IT is a Christmas tradition that can give low-paid workers a boost and leave us with a festive glow.

And it’s still the done thing to give a festive tip to the paper boy, postman, binman or window cleaner.

But the tradition of seasonal tipping has become complicated – with concerns over etiquette and even conmen.

Fraudsters in the county have already been exploiting generous residents – with one posing as a dustman to collect Christmas tips.

Residents in the Winchester area were warned earlier this month that a man wearing a hi-vis vest and claiming to work for the council’s waste contractors Biffa was knocking on doors saying it was his last collection before Christmas, before asking for money.

The council says it has told refuse collectors they face “stringent disciplinary action”, including dismissal, if they go round asking for tips – so the man was likely to be an opportunist preying on people’s generosity.

Hampshire Constabulary has advised that anyone who wants to give a tip should take a “common sense approach” to avoid giving money to conmen. A spokesperson said: “The advice is to give it to the person directly or drop it off at their place of work.

“If you know them personally write them a cheque or put the funds into some sort of format that cannot be used fraudulently by someone else.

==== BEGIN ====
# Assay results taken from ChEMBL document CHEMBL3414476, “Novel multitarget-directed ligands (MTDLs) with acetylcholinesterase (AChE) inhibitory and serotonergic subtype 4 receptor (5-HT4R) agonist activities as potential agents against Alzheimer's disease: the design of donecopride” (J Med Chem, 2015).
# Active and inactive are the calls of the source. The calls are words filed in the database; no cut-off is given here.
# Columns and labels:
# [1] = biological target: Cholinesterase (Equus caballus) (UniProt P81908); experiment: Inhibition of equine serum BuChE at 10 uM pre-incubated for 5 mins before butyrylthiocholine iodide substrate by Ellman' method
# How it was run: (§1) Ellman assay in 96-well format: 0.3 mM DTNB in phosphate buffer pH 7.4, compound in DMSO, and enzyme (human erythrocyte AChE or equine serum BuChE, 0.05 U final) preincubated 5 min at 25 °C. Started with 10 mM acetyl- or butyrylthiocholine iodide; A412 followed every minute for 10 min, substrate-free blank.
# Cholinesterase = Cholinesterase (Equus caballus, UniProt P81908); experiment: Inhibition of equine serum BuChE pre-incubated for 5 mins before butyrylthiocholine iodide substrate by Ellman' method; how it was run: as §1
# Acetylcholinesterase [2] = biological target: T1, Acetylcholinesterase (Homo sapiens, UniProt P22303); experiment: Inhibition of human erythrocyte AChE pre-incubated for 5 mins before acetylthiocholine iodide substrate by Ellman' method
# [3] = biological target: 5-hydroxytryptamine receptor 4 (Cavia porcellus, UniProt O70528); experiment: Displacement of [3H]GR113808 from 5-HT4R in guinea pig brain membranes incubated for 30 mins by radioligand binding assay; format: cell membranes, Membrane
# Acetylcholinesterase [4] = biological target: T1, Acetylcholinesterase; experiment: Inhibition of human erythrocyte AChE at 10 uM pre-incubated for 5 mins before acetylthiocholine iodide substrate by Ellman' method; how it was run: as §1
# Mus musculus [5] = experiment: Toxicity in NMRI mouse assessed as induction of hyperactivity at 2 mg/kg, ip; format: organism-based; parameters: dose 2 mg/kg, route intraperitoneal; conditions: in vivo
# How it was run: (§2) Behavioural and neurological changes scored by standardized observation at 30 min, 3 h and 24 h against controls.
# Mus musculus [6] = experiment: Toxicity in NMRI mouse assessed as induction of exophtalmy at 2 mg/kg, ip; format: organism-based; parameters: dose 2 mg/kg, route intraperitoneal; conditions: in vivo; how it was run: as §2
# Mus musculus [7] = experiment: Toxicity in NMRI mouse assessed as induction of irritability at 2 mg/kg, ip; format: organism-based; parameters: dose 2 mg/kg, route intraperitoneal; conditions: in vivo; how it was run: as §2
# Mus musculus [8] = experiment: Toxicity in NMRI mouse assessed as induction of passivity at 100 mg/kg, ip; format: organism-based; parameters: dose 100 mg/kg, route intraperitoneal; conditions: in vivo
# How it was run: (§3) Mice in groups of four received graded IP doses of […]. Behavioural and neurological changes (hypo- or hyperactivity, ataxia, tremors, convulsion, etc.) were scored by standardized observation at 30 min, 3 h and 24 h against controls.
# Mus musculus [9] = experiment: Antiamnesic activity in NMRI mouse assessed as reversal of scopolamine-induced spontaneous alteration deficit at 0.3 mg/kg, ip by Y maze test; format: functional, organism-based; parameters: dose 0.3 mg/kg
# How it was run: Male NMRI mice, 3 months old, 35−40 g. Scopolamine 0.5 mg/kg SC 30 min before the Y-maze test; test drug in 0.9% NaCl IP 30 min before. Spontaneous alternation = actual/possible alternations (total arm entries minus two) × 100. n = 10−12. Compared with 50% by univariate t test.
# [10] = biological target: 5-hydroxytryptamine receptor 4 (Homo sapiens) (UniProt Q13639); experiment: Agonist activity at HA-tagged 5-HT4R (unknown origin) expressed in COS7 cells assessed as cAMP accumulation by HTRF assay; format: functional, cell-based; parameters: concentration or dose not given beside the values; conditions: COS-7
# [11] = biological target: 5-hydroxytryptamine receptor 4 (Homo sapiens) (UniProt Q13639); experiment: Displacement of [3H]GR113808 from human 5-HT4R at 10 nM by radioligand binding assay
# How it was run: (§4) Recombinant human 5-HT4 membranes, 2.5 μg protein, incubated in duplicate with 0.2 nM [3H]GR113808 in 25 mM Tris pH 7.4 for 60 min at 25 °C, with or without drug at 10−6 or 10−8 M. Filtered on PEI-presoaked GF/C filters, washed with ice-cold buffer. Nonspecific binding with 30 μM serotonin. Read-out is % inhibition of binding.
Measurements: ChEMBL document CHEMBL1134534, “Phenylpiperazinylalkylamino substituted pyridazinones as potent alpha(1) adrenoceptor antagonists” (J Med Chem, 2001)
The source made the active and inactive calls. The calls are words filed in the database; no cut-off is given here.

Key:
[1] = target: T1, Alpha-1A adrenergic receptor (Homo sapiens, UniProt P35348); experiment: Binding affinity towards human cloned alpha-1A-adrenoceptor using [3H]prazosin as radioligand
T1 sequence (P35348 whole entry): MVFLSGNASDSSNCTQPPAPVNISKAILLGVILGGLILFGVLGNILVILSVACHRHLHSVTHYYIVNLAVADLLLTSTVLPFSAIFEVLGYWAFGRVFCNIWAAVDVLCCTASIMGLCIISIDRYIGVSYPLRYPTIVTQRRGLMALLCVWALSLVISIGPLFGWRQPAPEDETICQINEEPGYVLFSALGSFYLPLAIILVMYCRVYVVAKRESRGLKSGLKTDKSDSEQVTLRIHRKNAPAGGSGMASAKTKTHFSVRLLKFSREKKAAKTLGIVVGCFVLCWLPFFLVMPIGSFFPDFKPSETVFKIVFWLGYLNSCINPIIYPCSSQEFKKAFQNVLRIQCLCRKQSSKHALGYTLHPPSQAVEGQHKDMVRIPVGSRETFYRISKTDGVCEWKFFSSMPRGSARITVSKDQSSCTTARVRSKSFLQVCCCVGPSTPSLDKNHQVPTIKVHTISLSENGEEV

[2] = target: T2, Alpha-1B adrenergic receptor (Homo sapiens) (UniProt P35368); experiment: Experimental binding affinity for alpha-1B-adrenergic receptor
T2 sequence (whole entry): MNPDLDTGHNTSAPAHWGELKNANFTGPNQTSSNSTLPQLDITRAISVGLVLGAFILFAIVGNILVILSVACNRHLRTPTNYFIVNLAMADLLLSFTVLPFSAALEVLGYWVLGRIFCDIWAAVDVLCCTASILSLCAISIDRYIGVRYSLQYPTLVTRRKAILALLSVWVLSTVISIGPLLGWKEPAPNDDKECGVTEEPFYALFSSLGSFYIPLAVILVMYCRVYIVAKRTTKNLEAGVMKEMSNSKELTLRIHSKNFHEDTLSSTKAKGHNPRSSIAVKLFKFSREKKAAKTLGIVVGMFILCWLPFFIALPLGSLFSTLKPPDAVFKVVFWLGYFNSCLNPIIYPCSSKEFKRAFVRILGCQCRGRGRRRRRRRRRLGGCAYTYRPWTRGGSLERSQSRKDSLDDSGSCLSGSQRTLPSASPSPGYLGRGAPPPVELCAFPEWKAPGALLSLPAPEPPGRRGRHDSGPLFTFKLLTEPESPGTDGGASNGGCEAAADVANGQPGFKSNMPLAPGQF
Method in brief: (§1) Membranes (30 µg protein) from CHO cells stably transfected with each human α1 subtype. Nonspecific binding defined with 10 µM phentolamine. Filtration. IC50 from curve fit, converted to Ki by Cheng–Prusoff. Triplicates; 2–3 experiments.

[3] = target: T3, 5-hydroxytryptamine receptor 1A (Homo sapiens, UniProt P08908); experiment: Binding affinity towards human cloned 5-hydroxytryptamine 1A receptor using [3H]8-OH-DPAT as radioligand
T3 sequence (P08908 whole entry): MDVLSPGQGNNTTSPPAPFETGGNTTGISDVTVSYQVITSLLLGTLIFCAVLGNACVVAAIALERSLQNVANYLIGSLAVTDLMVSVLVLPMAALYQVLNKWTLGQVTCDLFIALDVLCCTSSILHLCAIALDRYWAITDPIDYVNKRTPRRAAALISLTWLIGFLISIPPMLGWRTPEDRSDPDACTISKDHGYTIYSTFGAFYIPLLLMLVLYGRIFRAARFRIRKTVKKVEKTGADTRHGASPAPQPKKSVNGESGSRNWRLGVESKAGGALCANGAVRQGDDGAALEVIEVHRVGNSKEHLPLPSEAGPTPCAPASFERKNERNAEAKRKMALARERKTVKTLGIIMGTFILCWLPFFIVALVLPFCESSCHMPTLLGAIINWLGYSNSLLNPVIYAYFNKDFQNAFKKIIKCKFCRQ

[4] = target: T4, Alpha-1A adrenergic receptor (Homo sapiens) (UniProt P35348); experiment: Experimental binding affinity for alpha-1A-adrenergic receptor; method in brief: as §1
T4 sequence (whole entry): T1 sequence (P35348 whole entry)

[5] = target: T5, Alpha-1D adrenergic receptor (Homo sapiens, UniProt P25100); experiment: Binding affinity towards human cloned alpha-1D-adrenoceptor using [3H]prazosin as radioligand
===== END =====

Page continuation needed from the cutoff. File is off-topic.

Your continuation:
“We’re advising a commonsense approach.

“It’s very generous of people to give tips at Christmas.

However, there are people out there that wouldn’t think twice about stealing an envelope of money left outside a front door – it’s easy pickings.”

Unions have said that low paid public sector workers are feeling the strain on their finances this Christmas – and tips are welcome.

Unison regional organiser Peter Terry said: “Refuse collectors haven’t had a pay rise for three years and in real terms their pay has fallen 20 per cent below what it was.

“They’re really feeling the pinch so if they get tips it’s very welcome.

“But we believe all public sector workers should be paid a decent salary for what they do, especially in the current economic climate.

“If people want to tip their refuse collector, school crossing patrol person, learning support assistant, dinner lady, then all these people are low paid and we wouldn’t stand in their way.

“With the kind of salaries these workers are getting it’s no wonder people feel they have to tip.”

But etiquette expert William Hanson has advised that, in fact, it is better manners to give people a present rather than money.

He said: “People do still tip, but what’s more common is to leave a bottle of wine and a Christmas card, rather than a specific amount of money.

“That way it feels more like you’re giving a present, rather than just giving money and it’s a great idea.

“This is the time of year when we think about other people – and sticking money in an envelope doesn’t require much thought – a present is a bit more personal.”